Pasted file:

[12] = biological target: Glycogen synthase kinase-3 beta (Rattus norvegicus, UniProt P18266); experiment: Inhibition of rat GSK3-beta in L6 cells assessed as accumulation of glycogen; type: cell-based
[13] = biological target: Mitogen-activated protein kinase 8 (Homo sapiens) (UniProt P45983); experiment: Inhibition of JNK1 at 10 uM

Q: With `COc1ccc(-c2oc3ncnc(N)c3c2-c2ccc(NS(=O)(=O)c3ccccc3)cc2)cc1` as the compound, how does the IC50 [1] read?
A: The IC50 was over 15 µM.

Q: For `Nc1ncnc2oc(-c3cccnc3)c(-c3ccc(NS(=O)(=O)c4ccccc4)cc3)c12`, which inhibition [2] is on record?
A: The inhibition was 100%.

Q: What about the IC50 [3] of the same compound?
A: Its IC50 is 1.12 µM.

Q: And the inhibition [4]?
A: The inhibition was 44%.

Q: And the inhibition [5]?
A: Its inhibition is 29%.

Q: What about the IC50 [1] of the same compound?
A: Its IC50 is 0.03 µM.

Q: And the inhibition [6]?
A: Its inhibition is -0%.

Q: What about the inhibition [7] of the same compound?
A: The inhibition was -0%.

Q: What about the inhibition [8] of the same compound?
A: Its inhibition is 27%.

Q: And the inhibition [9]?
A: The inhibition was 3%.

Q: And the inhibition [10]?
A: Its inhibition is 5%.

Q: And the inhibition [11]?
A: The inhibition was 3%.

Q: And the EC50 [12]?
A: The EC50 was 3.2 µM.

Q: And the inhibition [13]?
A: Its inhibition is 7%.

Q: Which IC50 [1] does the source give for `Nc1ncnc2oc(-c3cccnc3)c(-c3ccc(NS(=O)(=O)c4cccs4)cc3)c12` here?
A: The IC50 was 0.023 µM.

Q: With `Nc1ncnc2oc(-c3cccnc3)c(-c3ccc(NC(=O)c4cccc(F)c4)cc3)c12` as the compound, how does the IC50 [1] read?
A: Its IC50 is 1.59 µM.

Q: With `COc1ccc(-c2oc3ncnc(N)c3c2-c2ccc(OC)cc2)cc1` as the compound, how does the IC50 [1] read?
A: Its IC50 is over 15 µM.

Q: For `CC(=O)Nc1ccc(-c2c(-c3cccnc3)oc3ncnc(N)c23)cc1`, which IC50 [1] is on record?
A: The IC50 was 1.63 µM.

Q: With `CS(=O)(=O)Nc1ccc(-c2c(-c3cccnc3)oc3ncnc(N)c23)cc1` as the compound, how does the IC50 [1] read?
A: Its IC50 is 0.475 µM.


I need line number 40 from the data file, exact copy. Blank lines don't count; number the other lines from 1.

A: Its IC50 is 0.475 µM.